“I like to cut the sound – it gives more punch to what’s happening.”
So says Antoine (Kevin Parent), a Montreal DJ who, in 2011, is setting up home with his new love Rose (Evelyne Brochu) even as his former long-term partner Carole (Hélène Florent) struggles to accept he – her soulmate – has left her for good.
As deftly as Antoine switches between the records on his mix desk, writer/director Jean-Marc Vallée (C.R.A.Z.Y., The Young Victoria) interweaves this modern love-triangle with another mirrored tale set in 1969, in which devoted working-class Parisian Jacqueline (Vanessa Paradis) is put through the emotional wringer as her beloved Down’s Syndrome son transfers his affections for his mother to a new girl in his special needs class.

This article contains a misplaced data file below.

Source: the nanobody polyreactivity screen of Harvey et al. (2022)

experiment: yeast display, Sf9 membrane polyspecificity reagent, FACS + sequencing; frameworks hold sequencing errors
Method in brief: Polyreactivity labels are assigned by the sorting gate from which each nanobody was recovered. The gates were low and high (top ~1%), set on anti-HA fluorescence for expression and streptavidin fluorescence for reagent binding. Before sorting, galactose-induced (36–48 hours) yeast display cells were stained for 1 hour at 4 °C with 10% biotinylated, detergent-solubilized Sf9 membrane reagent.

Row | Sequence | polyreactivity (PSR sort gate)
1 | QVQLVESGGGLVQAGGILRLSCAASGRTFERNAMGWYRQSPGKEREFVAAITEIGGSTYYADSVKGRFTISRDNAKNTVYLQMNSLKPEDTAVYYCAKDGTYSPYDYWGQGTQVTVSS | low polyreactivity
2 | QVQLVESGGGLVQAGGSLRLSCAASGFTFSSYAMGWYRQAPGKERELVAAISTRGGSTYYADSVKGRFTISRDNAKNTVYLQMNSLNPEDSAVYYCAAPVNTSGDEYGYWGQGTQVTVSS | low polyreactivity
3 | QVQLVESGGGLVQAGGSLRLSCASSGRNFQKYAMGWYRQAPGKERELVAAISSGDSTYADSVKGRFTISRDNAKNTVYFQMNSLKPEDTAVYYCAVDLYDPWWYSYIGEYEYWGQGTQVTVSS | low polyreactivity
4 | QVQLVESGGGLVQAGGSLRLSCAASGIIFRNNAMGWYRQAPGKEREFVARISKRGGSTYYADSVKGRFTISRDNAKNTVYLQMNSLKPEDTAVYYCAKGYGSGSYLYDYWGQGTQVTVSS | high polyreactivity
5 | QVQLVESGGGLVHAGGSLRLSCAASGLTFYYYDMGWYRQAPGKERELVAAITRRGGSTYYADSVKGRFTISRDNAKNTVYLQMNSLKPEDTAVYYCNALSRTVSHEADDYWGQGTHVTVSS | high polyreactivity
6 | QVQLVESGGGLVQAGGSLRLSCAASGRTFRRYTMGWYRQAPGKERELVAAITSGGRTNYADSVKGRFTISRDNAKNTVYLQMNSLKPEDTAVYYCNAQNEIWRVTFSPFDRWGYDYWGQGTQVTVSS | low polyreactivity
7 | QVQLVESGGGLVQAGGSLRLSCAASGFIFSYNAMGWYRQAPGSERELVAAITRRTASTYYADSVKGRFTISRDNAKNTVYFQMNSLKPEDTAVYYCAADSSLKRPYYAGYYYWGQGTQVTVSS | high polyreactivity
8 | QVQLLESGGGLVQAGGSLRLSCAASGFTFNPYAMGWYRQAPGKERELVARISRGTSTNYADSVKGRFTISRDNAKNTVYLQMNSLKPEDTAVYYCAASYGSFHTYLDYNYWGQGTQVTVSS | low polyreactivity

As these parallel narratives unfold, separated by time and space but conjoined by their shared motifs of love, loss, jealousy and obsession, hints emerge of other, less strictly thematic connections between them.
Vallée may leave open the precise status of Jacqueline’s drama; is it a dream? A ghost story? A past life? A retro remix?
But even as her tragic breakdown haunts Carole’s present predicament, Café de Flore is focused not just upon the endless iterations of love’s end, but also upon the possibility of change.
It is a lost twin to The Double Life of Veronique, heartfelt, enigmatic and punchy to the end – and beyond.